— One Woman's Life • Robert Herrick

... there were no fantastic stories to tell, the county having had time to become accustomed to the change in her and comment on it no more. And still there was a singularity in the silence. Yet for my lord Duke himself it was impossible to broach the subject, he being aware that he was not calm enough in mind to open it with a composure which ...
— His Grace of Osmonde • Frances Hodgson Burnett

... disclosing his intentions to his wife more unpleasant than he would have supposed, and it took him some days to make up his mind to broach the subject. He felt that he was doing what was for the best, and that his business judgment in the matter could hardly be challenged; and yet he had an uncomfortable feeling that his wife would not fall in with his plans. That, ...
— The Homesteaders - A Novel of the Canadian West • Robert J. C. Stead

... Ralph's arrival. When she had described the number of the garments finished to be sent to the Five Points Mission, or the Home for the Friendless, or the South Sea Islands, I forget which, Ralph thought he saw his chance, while Aunt Matilda was in a benevolent mood, to broach a plan he had been revolving for some time. But when he looked at Aunt Matilda's immaculate—horribly immaculate—housekeeping, his heart failed him, and he would have said nothing had she not inadvertently opened the ...
— The Hoosier Schoolmaster - A Story of Backwoods Life in Indiana • Edward Eggleston

... little salon appeared as free from restraint as ever, and her manner as genial and lively. It began to be observed by some, however, that while she participated unhesitatingly in the light talk of others, she herself would occasionally broach topics of more weight, especially such as related to the progress of the war; and more than once she gave such direction to her conversation with the artist as made ...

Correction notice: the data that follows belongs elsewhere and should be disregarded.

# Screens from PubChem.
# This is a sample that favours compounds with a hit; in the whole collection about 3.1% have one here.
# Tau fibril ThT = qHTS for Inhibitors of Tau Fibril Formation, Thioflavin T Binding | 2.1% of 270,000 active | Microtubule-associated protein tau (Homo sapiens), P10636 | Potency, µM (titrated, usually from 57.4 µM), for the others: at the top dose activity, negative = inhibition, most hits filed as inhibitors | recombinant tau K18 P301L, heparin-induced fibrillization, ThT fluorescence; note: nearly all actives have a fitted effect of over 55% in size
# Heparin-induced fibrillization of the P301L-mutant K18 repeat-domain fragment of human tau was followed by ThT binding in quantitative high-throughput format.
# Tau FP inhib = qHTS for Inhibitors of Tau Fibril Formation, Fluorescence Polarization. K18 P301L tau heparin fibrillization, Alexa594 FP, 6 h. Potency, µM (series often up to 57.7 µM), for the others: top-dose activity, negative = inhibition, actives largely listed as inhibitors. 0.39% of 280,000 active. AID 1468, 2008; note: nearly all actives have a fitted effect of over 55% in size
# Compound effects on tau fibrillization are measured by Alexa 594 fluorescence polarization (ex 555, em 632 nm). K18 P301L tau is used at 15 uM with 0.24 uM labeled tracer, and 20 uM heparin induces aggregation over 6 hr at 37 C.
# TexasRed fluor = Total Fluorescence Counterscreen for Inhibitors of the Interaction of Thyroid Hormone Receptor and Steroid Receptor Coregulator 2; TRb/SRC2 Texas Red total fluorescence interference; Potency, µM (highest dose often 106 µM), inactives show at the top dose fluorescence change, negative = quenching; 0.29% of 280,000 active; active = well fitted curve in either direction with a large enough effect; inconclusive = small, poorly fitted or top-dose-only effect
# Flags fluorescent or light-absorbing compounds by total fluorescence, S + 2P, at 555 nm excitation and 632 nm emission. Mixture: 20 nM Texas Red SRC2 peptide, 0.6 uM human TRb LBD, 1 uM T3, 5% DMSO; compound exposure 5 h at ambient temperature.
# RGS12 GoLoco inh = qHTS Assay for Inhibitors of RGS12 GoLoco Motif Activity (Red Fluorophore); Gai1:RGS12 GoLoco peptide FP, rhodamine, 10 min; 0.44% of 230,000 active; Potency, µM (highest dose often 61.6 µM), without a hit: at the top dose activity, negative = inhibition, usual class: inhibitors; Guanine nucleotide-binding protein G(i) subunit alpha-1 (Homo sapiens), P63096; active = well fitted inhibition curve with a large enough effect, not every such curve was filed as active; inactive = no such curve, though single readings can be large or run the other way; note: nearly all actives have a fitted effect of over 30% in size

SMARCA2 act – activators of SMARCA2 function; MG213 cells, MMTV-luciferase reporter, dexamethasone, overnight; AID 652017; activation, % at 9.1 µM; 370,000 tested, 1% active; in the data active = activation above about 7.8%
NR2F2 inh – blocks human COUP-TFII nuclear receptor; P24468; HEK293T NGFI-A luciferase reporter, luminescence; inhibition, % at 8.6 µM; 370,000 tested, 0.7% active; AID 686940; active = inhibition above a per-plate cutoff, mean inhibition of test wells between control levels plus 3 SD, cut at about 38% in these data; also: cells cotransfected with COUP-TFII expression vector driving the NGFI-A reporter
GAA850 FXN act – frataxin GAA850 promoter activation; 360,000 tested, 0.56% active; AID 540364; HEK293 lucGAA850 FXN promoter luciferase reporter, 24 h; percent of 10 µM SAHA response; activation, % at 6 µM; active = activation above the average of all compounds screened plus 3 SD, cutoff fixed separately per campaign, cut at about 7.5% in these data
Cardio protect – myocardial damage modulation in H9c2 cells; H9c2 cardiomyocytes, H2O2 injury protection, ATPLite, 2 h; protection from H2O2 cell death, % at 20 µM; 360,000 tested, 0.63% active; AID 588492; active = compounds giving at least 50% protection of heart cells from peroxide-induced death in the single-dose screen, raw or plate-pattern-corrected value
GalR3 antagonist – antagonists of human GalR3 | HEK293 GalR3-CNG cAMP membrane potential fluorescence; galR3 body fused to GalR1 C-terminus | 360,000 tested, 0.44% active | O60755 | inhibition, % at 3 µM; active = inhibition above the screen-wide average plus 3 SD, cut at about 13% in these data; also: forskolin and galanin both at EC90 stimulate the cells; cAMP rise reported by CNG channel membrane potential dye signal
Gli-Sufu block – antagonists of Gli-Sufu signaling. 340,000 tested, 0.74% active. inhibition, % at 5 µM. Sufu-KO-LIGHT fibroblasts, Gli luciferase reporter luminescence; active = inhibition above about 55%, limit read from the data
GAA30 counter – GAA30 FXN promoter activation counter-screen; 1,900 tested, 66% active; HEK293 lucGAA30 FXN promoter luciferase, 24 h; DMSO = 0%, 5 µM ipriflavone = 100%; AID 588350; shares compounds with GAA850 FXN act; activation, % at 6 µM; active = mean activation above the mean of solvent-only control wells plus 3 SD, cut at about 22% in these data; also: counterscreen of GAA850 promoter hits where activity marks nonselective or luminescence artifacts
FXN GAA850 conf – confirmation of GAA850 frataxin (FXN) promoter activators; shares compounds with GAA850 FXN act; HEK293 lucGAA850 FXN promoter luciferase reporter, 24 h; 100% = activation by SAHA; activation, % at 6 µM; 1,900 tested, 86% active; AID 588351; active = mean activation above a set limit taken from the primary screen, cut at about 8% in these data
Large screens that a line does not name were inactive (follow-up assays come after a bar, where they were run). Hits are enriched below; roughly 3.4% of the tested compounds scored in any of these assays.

— An Original Belle • E. P. Roe

... Isaacs, for your good opinion of me. Sit down. I have been very anxious to see you, to speak to you on a subject that I must broach at once, lest we should be interrupted before we have discussed it," said Ishmael, who was desirous of bringing Isaacs to confession before the ...
— Self-Raised • Emma Dorothy Eliza Nevitte Southworth

... blundering ass of himself. And how soon would Robert have the right to come along and say HIS say? That point had not been settled. Points so extremely delicate cannot be settled on a slate, and he had not dared to broach it viva voce to his younger brother. He had been ...
— The Grim Smile of the Five Towns • Arnold Bennett

... the marriage of Richard to Earl Hubert; and, as was then well understood, the person to whom he would most probably marry his ward was his own daughter. The only irregular item of the matter was that the pair should fall in love, or should broach the subject at all to each other. But human hearts are unaccountable articles; and even in those days, when matrimony was an affair of rule and compasses, those irregular things did occasionally conduct themselves in a very irregular manner, leading ...
— Earl Hubert's Daughter - The Polishing of the Pearl - A Tale of the 13th Century • Emily Sarah Holt

... rules of action, and if an individual attempts to assert their equal rights with mankind at large, he is considered as disaffected towards southern interests, and, if not openly threatened, as I have before observed in this work, is unceremoniously talked down.' It is thus often dangerous to broach the subject, and if an individual, more daring than people generally are when in the plague-infected latitudes of slavery, attempts to repudiate the views so unhesitatingly expressed by the pro-slavery advocates, that the negro race is but the connecting ...
— An Englishman's Travels in America - His Observations Of Life And Manners In The Free And Slave States • John Benwell